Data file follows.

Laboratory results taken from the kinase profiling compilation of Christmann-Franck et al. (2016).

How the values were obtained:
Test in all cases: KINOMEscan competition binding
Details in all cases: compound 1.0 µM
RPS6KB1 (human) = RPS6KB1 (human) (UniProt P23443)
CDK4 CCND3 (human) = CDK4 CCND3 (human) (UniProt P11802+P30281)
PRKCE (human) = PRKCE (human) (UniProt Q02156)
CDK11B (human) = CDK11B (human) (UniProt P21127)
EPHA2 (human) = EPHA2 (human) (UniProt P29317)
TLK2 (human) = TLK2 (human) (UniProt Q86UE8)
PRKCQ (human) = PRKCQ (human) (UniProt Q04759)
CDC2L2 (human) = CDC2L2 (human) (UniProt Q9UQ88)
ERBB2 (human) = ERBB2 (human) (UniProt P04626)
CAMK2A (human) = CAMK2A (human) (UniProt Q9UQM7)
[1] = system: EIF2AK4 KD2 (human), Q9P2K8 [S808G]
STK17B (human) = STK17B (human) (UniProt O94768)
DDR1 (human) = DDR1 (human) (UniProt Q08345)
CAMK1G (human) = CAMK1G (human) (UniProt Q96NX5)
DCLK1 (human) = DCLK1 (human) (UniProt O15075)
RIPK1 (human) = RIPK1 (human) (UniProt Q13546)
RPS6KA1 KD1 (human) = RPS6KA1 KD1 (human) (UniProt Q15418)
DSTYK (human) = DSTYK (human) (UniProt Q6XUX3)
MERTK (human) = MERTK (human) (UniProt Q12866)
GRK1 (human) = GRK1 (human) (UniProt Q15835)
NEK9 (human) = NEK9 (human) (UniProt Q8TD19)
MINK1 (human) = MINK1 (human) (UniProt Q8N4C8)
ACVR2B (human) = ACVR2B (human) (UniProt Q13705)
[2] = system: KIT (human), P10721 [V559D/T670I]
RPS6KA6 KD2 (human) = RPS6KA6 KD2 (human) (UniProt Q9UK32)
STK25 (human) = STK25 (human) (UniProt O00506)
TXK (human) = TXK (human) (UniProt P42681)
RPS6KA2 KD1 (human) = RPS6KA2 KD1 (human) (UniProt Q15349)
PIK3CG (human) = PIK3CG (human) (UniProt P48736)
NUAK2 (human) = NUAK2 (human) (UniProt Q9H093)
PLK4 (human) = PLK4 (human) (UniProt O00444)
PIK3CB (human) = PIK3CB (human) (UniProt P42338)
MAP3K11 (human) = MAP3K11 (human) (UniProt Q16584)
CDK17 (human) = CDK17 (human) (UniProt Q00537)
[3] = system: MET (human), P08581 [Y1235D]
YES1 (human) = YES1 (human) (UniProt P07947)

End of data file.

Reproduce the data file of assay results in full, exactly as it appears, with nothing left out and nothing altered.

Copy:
Laboratory results taken from the kinase profiling compilation of Christmann-Franck et al. (2016).

How the values were obtained:
Test in all cases: KINOMEscan competition binding
Details in all cases: compound 1.0 µM
RPS6KB1 (human) = RPS6KB1 (human) (UniProt P23443)
CDK4 CCND3 (human) = CDK4 CCND3 (human) (UniProt P11802+P30281)
PRKCE (human) = PRKCE (human) (UniProt Q02156)
CDK11B (human) = CDK11B (human) (UniProt P21127)
EPHA2 (human) = EPHA2 (human) (UniProt P29317)
TLK2 (human) = TLK2 (human) (UniProt Q86UE8)
PRKCQ (human) = PRKCQ (human) (UniProt Q04759)
CDC2L2 (human) = CDC2L2 (human) (UniProt Q9UQ88)
ERBB2 (human) = ERBB2 (human) (UniProt P04626)
CAMK2A (human) = CAMK2A (human) (UniProt Q9UQM7)
[1] = system: EIF2AK4 KD2 (human), Q9P2K8 [S808G]
STK17B (human) = STK17B (human) (UniProt O94768)
DDR1 (human) = DDR1 (human) (UniProt Q08345)
CAMK1G (human) = CAMK1G (human) (UniProt Q96NX5)
DCLK1 (human) = DCLK1 (human) (UniProt O15075)
RIPK1 (human) = RIPK1 (human) (UniProt Q13546)
RPS6KA1 KD1 (human) = RPS6KA1 KD1 (human) (UniProt Q15418)
DSTYK (human) = DSTYK (human) (UniProt Q6XUX3)
MERTK (human) = MERTK (human) (UniProt Q12866)
GRK1 (human) = GRK1 (human) (UniProt Q15835)
NEK9 (human) = NEK9 (human) (UniProt Q8TD19)
MINK1 (human) = MINK1 (human) (UniProt Q8N4C8)
ACVR2B (human) = ACVR2B (human) (UniProt Q13705)
[2] = system: KIT (human), P10721 [V559D/T670I]
RPS6KA6 KD2 (human) = RPS6KA6 KD2 (human) (UniProt Q9UK32)
STK25 (human) = STK25 (human) (UniProt O00506)
TXK (human) = TXK (human) (UniProt P42681)
RPS6KA2 KD1 (human) = RPS6KA2 KD1 (human) (UniProt Q15349)
PIK3CG (human) = PIK3CG (human) (UniProt P48736)
NUAK2 (human) = NUAK2 (human) (UniProt Q9H093)
PLK4 (human) = PLK4 (human) (UniProt O00444)
PIK3CB (human) = PIK3CB (human) (UniProt P42338)
MAP3K11 (human) = MAP3K11 (human) (UniProt Q16584)
CDK17 (human) = CDK17 (human) (UniProt Q00537)
[3] = system: MET (human), P08581 [Y1235D]
YES1 (human) = YES1 (human) (UniProt P07947)